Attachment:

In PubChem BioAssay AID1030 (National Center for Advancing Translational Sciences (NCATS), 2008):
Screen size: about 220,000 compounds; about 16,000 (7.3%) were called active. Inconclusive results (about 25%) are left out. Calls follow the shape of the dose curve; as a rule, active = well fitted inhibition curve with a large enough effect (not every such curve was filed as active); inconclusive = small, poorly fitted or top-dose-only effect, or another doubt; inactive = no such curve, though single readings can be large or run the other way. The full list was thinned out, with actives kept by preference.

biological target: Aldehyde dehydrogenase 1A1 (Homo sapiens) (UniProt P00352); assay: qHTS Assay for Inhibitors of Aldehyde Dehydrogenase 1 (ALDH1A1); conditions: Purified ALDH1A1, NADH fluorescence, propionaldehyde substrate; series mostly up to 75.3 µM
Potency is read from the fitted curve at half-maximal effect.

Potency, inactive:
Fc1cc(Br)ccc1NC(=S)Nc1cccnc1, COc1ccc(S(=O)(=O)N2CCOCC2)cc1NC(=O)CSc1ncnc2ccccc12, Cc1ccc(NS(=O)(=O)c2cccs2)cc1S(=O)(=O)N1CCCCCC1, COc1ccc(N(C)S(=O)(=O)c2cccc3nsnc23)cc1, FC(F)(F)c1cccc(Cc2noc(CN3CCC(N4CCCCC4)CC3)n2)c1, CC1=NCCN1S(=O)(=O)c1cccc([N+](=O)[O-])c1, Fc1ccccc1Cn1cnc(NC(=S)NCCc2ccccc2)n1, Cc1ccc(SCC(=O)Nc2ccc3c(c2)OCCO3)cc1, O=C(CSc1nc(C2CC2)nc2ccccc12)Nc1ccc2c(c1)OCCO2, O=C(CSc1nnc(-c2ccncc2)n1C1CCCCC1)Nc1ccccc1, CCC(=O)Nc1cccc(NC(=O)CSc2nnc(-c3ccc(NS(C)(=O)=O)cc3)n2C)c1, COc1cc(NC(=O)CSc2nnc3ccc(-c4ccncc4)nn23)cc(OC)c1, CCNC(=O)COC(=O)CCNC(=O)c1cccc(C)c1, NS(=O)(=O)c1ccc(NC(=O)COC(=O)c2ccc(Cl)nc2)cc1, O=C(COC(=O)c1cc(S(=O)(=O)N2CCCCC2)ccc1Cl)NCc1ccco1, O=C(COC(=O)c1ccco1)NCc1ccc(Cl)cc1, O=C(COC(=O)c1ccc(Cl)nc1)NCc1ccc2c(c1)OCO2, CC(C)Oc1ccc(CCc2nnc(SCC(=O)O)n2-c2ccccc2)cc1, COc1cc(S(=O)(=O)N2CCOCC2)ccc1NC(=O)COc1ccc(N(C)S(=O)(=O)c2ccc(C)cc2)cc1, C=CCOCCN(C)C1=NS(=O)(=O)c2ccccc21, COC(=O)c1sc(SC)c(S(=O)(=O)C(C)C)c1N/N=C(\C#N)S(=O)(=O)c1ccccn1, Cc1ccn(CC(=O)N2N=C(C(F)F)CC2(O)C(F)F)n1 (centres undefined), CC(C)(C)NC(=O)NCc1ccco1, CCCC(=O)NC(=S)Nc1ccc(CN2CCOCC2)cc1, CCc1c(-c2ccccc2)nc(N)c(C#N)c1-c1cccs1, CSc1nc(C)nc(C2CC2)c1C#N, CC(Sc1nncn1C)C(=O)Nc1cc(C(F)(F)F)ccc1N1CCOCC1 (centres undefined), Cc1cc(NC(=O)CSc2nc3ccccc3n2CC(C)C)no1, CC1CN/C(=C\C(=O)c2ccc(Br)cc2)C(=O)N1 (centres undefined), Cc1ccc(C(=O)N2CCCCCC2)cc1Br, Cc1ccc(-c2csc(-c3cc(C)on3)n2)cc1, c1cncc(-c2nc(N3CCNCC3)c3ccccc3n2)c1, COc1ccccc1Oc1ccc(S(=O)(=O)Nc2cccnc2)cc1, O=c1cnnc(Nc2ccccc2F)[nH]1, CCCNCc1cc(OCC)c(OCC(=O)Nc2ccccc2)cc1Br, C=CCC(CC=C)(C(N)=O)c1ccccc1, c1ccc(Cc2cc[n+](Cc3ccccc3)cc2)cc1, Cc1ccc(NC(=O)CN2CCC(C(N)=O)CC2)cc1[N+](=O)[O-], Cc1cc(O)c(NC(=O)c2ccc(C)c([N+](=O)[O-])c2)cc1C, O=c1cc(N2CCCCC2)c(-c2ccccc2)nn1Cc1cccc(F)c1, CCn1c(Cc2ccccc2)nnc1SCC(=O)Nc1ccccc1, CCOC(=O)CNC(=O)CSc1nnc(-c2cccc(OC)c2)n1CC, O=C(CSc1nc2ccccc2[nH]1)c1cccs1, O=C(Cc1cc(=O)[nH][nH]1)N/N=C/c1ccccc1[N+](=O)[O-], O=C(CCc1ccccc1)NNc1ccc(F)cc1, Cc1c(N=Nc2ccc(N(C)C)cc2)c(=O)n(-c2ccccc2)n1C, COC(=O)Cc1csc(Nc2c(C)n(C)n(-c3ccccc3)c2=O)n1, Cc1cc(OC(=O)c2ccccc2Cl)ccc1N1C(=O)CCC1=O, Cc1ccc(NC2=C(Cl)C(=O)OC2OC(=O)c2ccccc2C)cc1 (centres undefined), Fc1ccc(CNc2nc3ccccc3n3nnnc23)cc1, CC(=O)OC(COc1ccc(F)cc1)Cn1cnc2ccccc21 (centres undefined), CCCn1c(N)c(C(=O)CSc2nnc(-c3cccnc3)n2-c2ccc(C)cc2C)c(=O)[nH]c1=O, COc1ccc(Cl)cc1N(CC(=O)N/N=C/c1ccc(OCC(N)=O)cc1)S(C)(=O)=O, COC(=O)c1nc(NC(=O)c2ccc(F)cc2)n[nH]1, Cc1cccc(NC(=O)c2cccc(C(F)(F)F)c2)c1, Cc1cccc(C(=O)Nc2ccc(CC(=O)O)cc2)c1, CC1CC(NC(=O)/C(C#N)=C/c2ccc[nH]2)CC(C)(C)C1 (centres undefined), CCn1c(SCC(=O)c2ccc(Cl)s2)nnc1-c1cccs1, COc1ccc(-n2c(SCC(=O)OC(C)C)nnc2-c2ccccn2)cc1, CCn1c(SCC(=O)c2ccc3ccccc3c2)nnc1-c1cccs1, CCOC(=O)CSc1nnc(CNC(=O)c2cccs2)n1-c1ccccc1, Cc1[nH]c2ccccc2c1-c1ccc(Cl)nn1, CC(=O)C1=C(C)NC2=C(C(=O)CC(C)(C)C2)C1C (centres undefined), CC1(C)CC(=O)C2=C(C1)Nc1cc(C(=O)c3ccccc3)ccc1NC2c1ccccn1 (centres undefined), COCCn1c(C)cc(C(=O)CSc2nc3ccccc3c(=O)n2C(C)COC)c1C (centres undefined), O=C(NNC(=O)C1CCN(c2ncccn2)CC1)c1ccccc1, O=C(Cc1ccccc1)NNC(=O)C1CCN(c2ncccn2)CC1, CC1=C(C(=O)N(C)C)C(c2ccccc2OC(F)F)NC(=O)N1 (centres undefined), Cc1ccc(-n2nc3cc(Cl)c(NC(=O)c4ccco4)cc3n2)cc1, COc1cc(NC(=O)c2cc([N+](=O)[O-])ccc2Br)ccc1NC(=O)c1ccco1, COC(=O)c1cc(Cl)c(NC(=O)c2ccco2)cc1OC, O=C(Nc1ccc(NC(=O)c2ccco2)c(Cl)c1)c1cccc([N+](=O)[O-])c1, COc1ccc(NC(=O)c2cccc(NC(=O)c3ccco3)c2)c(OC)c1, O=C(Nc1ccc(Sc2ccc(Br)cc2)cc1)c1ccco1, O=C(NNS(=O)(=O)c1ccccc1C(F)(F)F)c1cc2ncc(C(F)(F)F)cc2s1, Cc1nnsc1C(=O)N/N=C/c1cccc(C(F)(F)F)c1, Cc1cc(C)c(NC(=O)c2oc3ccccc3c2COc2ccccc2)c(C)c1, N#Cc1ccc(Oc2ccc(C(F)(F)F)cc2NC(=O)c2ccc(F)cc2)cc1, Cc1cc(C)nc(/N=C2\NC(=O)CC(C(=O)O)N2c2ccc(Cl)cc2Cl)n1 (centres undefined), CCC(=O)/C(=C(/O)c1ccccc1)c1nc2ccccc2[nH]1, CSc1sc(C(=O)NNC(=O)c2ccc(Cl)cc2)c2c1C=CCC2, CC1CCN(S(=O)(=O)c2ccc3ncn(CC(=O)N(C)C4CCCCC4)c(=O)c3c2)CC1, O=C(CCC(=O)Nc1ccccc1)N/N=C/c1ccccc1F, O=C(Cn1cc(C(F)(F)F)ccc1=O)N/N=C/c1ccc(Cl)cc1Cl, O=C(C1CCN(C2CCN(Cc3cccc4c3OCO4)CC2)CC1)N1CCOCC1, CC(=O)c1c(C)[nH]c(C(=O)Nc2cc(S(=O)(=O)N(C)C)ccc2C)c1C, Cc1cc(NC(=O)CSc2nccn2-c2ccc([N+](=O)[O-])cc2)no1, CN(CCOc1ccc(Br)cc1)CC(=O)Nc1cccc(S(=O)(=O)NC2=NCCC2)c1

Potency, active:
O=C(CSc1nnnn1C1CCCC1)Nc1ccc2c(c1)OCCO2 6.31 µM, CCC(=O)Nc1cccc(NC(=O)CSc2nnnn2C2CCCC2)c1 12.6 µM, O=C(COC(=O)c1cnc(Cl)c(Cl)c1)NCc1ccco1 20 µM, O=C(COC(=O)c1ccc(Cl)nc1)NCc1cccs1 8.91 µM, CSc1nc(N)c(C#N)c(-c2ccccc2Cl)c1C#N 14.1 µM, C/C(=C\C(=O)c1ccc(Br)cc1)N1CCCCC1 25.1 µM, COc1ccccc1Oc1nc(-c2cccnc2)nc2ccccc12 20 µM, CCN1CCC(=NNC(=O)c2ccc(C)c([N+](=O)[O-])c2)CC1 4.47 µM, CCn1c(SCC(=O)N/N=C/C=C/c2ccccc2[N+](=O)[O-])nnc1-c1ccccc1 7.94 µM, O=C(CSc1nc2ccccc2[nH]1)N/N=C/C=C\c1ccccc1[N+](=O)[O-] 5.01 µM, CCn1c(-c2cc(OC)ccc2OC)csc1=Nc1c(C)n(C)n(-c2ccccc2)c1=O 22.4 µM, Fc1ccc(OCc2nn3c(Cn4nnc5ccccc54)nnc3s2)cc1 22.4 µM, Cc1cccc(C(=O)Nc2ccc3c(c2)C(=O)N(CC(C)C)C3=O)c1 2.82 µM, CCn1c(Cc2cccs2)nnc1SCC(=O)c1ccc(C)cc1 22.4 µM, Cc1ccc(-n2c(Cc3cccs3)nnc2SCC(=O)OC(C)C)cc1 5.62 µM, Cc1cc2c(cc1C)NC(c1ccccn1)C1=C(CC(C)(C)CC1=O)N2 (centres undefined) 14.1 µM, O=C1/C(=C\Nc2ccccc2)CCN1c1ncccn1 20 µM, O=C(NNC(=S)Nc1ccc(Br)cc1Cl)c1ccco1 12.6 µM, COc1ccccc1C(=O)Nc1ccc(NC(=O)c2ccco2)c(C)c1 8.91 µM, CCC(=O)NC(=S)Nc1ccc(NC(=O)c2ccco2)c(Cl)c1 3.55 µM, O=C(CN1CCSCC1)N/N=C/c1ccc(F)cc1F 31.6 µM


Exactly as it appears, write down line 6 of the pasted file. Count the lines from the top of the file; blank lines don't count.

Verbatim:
Fc1cc(Br)ccc1NC(=S)Nc1cccnc1, COc1ccc(S(=O)(=O)N2CCOCC2)cc1NC(=O)CSc1ncnc2ccccc12, Cc1ccc(NS(=O)(=O)c2cccs2)cc1S(=O)(=O)N1CCCCCC1, COc1ccc(N(C)S(=O)(=O)c2cccc3nsnc23)cc1, FC(F)(F)c1cccc(Cc2noc(CN3CCC(N4CCCCC4)CC3)n2)c1, CC1=NCCN1S(=O)(=O)c1cccc([N+](=O)[O-])c1, Fc1ccccc1Cn1cnc(NC(=S)NCCc2ccccc2)n1, Cc1ccc(SCC(=O)Nc2ccc3c(c2)OCCO3)cc1, O=C(CSc1nc(C2CC2)nc2ccccc12)Nc1ccc2c(c1)OCCO2, O=C(CSc1nnc(-c2ccncc2)n1C1CCCCC1)Nc1ccccc1, CCC(=O)Nc1cccc(NC(=O)CSc2nnc(-c3ccc(NS(C)(=O)=O)cc3)n2C)c1, COc1cc(NC(=O)CSc2nnc3ccc(-c4ccncc4)nn23)cc(OC)c1, CCNC(=O)COC(=O)CCNC(=O)c1cccc(C)c1, NS(=O)(=O)c1ccc(NC(=O)COC(=O)c2ccc(Cl)nc2)cc1, O=C(COC(=O)c1cc(S(=O)(=O)N2CCCCC2)ccc1Cl)NCc1ccco1, O=C(COC(=O)c1ccco1)NCc1ccc(Cl)cc1, O=C(COC(=O)c1ccc(Cl)nc1)NCc1ccc2c(c1)OCO2, CC(C)Oc1ccc(CCc2nnc(SCC(=O)O)n2-c2ccccc2)cc1, COc1cc(S(=O)(=O)N2CCOCC2)ccc1NC(=O)COc1ccc(N(C)S(=O)(=O)c2ccc(C)cc2)cc1, C=CCOCCN(C)C1=NS(=O)(=O)c2ccccc21, COC(=O)c1sc(SC)c(S(=O)(=O)C(C)C)c1N/N=C(\C#N)S(=O)(=O)c1ccccn1, Cc1ccn(CC(=O)N2N=C(C(F)F)CC2(O)C(F)F)n1 (centres undefined), CC(C)(C)NC(=O)NCc1ccco1, CCCC(=O)NC(=S)Nc1ccc(CN2CCOCC2)cc1, CCc1c(-c2ccccc2)nc(N)c(C#N)c1-c1cccs1, CSc1nc(C)nc(C2CC2)c1C#N, CC(Sc1nncn1C)C(=O)Nc1cc(C(F)(F)F)ccc1N1CCOCC1 (centres undefined), Cc1cc(NC(=O)CSc2nc3ccccc3n2CC(C)C)no1, CC1CN/C(=C\C(=O)c2ccc(Br)cc2)C(=O)N1 (centres undefined), Cc1ccc(C(=O)N2CCCCCC2)cc1Br, Cc1ccc(-c2csc(-c3cc(C)on3)n2)cc1, c1cncc(-c2nc(N3CCNCC3)c3ccccc3n2)c1, COc1ccccc1Oc1ccc(S(=O)(=O)Nc2cccnc2)cc1, O=c1cnnc(Nc2ccccc2F)[nH]1, CCCNCc1cc(OCC)c(OCC(=O)Nc2ccccc2)cc1Br, C=CCC(CC=C)(C(N)=O)c1ccccc1, c1ccc(Cc2cc[n+](Cc3ccccc3)cc2)cc1, Cc1ccc(NC(=O)CN2CCC(C(N)=O)CC2)cc1[N+](=O)[O-], Cc1cc(O)c(NC(=O)c2ccc(C)c([N+](=O)[O-])c2)cc1C, O=c1cc(N2CCCCC2)c(-c2ccccc2)nn1Cc1cccc(F)c1, CCn1c(Cc2ccccc2)nnc1SCC(=O)Nc1ccccc1, CCOC(=O)CNC(=O)CSc1nnc(-c2cccc(OC)c2)n1CC, O=C(CSc1nc2ccccc2[nH]1)c1cccs1, O=C(Cc1cc(=O)[nH][nH]1)N/N=C/c1ccccc1[N+](=O)[O-], O=C(CCc1ccccc1)NNc1ccc(F)cc1, Cc1c(N=Nc2ccc(N(C)C)cc2)c(=O)n(-c2ccccc2)n1C, COC(=O)Cc1csc(Nc2c(C)n(C)n(-c3ccccc3)c2=O)n1, Cc1cc(OC(=O)c2ccccc2Cl)ccc1N1C(=O)CCC1=O, Cc1ccc(NC2=C(Cl)C(=O)OC2OC(=O)c2ccccc2C)cc1 (centres undefined), Fc1ccc(CNc2nc3ccccc3n3nnnc23)cc1, CC(=O)OC(COc1ccc(F)cc1)Cn1cnc2ccccc21 (centres undefined), CCCn1c(N)c(C(=O)CSc2nnc(-c3cccnc3)n2-c2ccc(C)cc2C)c(=O)[nH]c1=O, COc1ccc(Cl)cc1N(CC(=O)N/N=C/c1ccc(OCC(N)=O)cc1)S(C)(=O)=O, COC(=O)c1nc(NC(=O)c2ccc(F)cc2)n[nH]1, Cc1cccc(NC(=O)c2cccc(C(F)(F)F)c2)c1, Cc1cccc(C(=O)Nc2ccc(CC(=O)O)cc2)c1, CC1CC(NC(=O)/C(C#N)=C/c2ccc[nH]2)CC(C)(C)C1 (centres undefined), CCn1c(SCC(=O)c2ccc(Cl)s2)nnc1-c1cccs1, COc1ccc(-n2c(SCC(=O)OC(C)C)nnc2-c2ccccn2)cc1, CCn1c(SCC(=O)c2ccc3ccccc3c2)nnc1-c1cccs1, CCOC(=O)CSc1nnc(CNC(=O)c2cccs2)n1-c1ccccc1, Cc1[nH]c2ccccc2c1-c1ccc(Cl)nn1, CC(=O)C1=C(C)NC2=C(C(=O)CC(C)(C)C2)C1C (centres undefined), CC1(C)CC(=O)C2=C(C1)Nc1cc(C(=O)c3ccccc3)ccc1NC2c1ccccn1 (centres undefined), COCCn1c(C)cc(C(=O)CSc2nc3ccccc3c(=O)n2C(C)COC)c1C (centres undefined), O=C(NNC(=O)C1CCN(c2ncccn2)CC1)c1ccccc1, O=C(Cc1ccccc1)NNC(=O)C1CCN(c2ncccn2)CC1, CC1=C(C(=O)N(C)C)C(c2ccccc2OC(F)F)NC(=O)N1 (centres undefined), Cc1ccc(-n2nc3cc(Cl)c(NC(=O)c4ccco4)cc3n2)cc1, COc1cc(NC(=O)c2cc([N+](=O)[O-])ccc2Br)ccc1NC(=O)c1ccco1, COC(=O)c1cc(Cl)c(NC(=O)c2ccco2)cc1OC, O=C(Nc1ccc(NC(=O)c2ccco2)c(Cl)c1)c1cccc([N+](=O)[O-])c1, COc1ccc(NC(=O)c2cccc(NC(=O)c3ccco3)c2)c(OC)c1, O=C(Nc1ccc(Sc2ccc(Br)cc2)cc1)c1ccco1, O=C(NNS(=O)(=O)c1ccccc1C(F)(F)F)c1cc2ncc(C(F)(F)F)cc2s1, Cc1nnsc1C(=O)N/N=C/c1cccc(C(F)(F)F)c1, Cc1cc(C)c(NC(=O)c2oc3ccccc3c2COc2ccccc2)c(C)c1, N#Cc1ccc(Oc2ccc(C(F)(F)F)cc2NC(=O)c2ccc(F)cc2)cc1, Cc1cc(C)nc(/N=C2\NC(=O)CC(C(=O)O)N2c2ccc(Cl)cc2Cl)n1 (centres undefined), CCC(=O)/C(=C(/O)c1ccccc1)c1nc2ccccc2[nH]1, CSc1sc(C(=O)NNC(=O)c2ccc(Cl)cc2)c2c1C=CCC2, CC1CCN(S(=O)(=O)c2ccc3ncn(CC(=O)N(C)C4CCCCC4)c(=O)c3c2)CC1, O=C(CCC(=O)Nc1ccccc1)N/N=C/c1ccccc1F, O=C(Cn1cc(C(F)(F)F)ccc1=O)N/N=C/c1ccc(Cl)cc1Cl, O=C(C1CCN(C2CCN(Cc3cccc4c3OCO4)CC2)CC1)N1CCOCC1, CC(=O)c1c(C)[nH]c(C(=O)Nc2cc(S(=O)(=O)N(C)C)ccc2C)c1C, Cc1cc(NC(=O)CSc2nccn2-c2ccc([N+](=O)[O-])cc2)no1, CN(CCOc1ccc(Br)cc1)CC(=O)Nc1cccc(S(=O)(=O)NC2=NCCC2)c1